Late Friday, with words of more Russian troops arriving in Ukraine’s Crimea Region, President Obama got tough:
Obama called on Russia to respect the independence and territory of Ukraine and not try to take advantage of its neighbor, which is undergoing political upheaval.”
Then, with that bit of unpleasantness out of the way, Mr. Obama went off to a Democratic National Committee event. The record will show that Russian President Vladimir Putin was unimpressed with Obama’s rhetoric. I don’t think National Review’s Victor Davis Hanson got an advance copy of the President’s remarks, but he was prescient in describing our “useless outrage” over Russia’s military moves. After all, we’ve been down this road before:
And while direct military intervention is not an option, there are steps the U.S. can take around the periphery of Ukraine’s borders. We currently have small military detachments in Poland; the U.S. should consider rotating deployments of F-16s and F-15Es from other locations in Europe (and the United States), to Lansk AB, similar to our bomber deployments to the Far East.
Washington should also consider a larger naval presence in the eastern Mediterranean and Black Sea regions; we dispatched two ships during the Sochi Olympics (ostensibly to assist with potential counter-terror operations), Unfortunately, that operation ended badly when one of the vessels, a destroyer, ran aground during a port call in Turkey.
However, prospects for an increased military presence in eastern Europe and adjacent waters are just about zero. Defense Secretary Chuck Hagel just unveiled plans to further slash the military budget, so there won’t be a lot of money for additional, long-term deployments. In fact, the Hagel-Obama plan calls for retirement of Air Force’s A-10 and U-2 fleets (almost 400 aircraft), and some analysts believe other platforms will be heading for the boneyard as well. Fewer airplanes means more personnel reductions, and less for operations and maintenance. In other words, don’t look for F-16 or Strike Eagle squadrons at Lansk (or any other Polish bases) any time soon.
Economic sanctions against Russia are another possibility, but once again, don’t hold your breath. Mr. Obama seems to go out of his way to avoid antagonizing Vladimir Putin, who (as a former KGB agent) knows weaknesses when he sees it. From the Kremlin’s perspective, going into the Crimea is a no-brainer, since they have nothing to fear from the Ukraine and its erstwhile friends in the West.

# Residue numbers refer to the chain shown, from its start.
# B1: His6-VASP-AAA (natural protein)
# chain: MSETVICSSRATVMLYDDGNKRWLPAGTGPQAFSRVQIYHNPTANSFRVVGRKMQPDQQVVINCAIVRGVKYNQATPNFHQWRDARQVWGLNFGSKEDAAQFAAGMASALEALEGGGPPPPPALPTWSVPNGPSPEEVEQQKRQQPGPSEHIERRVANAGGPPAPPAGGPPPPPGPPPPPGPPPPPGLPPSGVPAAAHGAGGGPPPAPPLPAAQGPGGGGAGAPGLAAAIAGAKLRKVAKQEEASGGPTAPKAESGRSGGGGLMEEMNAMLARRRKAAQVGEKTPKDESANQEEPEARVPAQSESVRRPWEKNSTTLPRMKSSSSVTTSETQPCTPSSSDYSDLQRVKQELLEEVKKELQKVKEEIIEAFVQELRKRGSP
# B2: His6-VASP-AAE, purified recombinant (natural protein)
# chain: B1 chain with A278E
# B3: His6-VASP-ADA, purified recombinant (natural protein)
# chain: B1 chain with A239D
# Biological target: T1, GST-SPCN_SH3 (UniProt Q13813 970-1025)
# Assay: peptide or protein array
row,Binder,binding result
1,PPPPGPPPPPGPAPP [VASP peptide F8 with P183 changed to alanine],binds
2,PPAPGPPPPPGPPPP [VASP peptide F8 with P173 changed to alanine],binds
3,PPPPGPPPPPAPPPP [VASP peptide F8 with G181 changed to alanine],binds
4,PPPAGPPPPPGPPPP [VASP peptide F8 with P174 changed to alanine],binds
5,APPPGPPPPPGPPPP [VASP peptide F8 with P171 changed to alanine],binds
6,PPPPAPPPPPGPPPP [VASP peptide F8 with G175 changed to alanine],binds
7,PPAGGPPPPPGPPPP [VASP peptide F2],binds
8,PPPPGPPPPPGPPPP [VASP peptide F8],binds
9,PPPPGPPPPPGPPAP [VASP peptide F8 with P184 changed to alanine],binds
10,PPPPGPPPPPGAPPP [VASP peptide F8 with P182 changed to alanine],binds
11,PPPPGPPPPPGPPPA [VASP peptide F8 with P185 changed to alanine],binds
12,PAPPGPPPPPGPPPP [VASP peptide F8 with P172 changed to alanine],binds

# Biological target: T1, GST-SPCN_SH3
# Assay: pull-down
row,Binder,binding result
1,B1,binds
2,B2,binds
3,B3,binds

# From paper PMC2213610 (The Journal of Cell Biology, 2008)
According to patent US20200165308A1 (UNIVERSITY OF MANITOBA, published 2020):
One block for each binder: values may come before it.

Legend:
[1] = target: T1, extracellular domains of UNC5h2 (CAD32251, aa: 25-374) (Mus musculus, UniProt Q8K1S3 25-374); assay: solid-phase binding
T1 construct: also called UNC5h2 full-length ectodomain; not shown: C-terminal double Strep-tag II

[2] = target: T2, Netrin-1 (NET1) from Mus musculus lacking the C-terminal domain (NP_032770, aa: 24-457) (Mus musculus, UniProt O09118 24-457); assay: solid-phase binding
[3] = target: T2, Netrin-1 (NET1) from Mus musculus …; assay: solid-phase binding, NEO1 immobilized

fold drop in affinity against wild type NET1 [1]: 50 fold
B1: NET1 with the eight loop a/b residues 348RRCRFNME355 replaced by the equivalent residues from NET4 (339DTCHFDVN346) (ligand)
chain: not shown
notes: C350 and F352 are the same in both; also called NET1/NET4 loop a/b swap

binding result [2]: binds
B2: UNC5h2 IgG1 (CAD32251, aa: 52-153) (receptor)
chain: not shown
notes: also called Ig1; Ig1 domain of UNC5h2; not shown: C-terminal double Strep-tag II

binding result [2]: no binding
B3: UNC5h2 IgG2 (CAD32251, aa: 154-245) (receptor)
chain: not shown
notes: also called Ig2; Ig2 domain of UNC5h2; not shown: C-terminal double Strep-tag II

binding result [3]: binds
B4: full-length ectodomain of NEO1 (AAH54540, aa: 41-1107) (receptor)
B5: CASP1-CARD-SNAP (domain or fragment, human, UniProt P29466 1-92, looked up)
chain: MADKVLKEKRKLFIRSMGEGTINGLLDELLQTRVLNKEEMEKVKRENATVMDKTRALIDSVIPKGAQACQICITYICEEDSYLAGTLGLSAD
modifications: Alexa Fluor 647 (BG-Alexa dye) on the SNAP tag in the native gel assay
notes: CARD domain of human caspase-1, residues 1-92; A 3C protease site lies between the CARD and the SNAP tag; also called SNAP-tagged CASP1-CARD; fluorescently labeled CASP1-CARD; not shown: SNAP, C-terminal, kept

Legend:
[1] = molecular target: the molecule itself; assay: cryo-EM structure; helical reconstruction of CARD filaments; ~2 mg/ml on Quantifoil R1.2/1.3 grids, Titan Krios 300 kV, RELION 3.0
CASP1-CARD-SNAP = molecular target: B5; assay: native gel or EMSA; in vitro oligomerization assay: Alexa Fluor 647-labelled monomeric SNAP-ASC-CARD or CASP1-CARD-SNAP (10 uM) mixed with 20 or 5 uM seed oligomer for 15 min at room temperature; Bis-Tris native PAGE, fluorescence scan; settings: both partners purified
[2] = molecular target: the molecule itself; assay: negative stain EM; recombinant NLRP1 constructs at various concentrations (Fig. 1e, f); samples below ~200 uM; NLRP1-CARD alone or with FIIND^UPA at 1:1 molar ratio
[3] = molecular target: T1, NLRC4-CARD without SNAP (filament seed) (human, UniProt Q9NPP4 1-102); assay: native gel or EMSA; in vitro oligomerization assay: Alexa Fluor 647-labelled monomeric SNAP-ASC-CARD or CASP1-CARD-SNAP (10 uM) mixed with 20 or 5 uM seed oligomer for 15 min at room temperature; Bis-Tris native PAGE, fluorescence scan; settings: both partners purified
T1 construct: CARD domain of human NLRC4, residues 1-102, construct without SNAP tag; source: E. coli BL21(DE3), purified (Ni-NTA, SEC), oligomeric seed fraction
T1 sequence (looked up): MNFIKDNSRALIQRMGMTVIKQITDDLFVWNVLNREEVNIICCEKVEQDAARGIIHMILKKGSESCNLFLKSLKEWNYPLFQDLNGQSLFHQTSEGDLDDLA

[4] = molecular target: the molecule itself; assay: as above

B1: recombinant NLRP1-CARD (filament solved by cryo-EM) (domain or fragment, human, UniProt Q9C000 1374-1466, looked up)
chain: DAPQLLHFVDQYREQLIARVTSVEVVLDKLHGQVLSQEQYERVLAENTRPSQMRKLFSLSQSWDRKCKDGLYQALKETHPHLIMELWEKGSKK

Maybe that’s what President Obama meant when he told Putin’s predecessor (read: sock puppet) that he would have “more flexibility” during his second term. With Obama in the White House for another three years, Putin and his thugs apparently have the green light to do whatever they choose. This isn’t the first time Mr. Putin has thrown down the gauntlet to his American counterpart. It won’t be the last. And don’t think this latest example of U.S. weakness is going unnoticed in Tehran or Beijing, either.
ADDENDUM: Various media outlets are reporting that Mr. Obama skipped a national security meeting on Ukraine this afternoon. Maybe he believed the preliminary intel assessments that Russia was bluffing; as late as Thursday evening, the bright boys and girls in our intelligence community were assuring decision makers that Moscow had no plans to invade by the Crimea, based on various factors, including an absence of medical units among potential invasion units and the lack of SIGINT activity that suggested Russian units would soon cross the border. We should note that President Obama spent 90 minutes on the phone with Putin on Saturday–perhaps explaining his absence from the NSC meeting–but the conversation clearly achieved nothing.